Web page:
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HOME : African & Tribal Art : Bete, We : Bete Wooden Sculpture of a Woman
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Bete Wooden Sculpture of a Woman - PF.3196 (LSO)
Origin: Central Ivory Coast
Circa: 20 th Century AD
Dimensions: 23.5" (59.7cm) high x 7.5" (19.1cm) wide
Collection: African
Style: Bete
Medium: Wood


Location: United States
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Description
This powerful and geometric-looking sculpture of a woman was made by the Bete group of the Ivory Coast. It is very angular, with sectorial limbs which emphasise their complex construction. The torso is elongated, the arms long and the legs very short. The thigh is flexed at the hip. The breasts are strongly marked and project straight from the shoulders. The neck is tall and columnar, supporting a large, oval head with a face cut into the smooth frontal profile with a T-bar nose and nugatory mouth. The navel is marked with diamond-shaped scarring. The wood is unpainted but patinated with a nice glossy finish.

The Bete are a little-studied Ivory Coast group with strong cultural and artistic links to the Dan, the We (Gwere) and the Guro, among others. There are 93 distinct groups within the Bete polity. They are united only in that they subsistence farm to survive, but base most of their social and cultural lives around the hunt. Social control was exercised by the leading member of individual lineages (of which there were several in each village) who exercised judicial and financial power within the community. Spiritual authority was wielded with an array of paraphernalia, notably including the “gre” mask, a horned and decorated creation (originating with the We) designed to instil terror in the onlooker, to quell social unrest, and to be worn when meting out justice after conflict.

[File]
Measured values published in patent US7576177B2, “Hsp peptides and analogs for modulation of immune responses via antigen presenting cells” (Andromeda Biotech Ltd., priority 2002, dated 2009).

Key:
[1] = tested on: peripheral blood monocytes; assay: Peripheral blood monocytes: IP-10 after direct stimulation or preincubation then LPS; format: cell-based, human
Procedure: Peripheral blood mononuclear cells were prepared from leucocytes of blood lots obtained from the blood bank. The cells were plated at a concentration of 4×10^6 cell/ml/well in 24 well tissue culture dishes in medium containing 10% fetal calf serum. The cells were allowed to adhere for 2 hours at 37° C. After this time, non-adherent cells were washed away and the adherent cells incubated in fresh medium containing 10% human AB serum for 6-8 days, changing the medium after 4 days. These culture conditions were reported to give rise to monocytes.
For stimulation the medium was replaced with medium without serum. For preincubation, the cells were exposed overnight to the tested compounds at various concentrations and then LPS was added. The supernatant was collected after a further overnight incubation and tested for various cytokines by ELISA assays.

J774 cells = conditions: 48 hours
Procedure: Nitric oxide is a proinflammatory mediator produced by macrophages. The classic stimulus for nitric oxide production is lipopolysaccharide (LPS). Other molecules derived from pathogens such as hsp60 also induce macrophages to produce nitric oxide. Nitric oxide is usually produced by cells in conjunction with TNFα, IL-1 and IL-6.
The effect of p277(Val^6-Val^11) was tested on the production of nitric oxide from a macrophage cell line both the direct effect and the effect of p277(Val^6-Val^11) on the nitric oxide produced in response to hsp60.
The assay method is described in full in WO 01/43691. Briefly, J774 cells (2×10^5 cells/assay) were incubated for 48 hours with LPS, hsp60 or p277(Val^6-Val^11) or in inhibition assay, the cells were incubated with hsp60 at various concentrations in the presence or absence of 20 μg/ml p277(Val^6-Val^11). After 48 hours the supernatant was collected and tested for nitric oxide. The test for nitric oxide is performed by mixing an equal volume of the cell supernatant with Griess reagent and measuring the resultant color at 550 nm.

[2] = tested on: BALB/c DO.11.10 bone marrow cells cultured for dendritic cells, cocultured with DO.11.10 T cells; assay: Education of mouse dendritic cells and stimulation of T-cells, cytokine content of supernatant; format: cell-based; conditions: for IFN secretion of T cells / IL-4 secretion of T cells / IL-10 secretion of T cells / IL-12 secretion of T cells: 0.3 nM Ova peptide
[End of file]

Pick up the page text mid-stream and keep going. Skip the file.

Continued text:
Statuary is rare, and is based around feminine iconography that refers to the mythical mother figure. There is no recognised liturgical function, although some early reports indicate that a pair of figures was often placed under a rain shelter in a village in order to represent the founders. This evocation of a primeval couple has widespread resonance in African culture.

The outstanding glossy patina seems to argue against exposure to the elements as has been described by early explorers. It is more likely that this figure stood in a central and presumably magico-religiously important site within the village, where it performed some valuable social function that was probably linked with fertility. This is an outstanding piece of African art.

- (PF.3196 (LSO))

 

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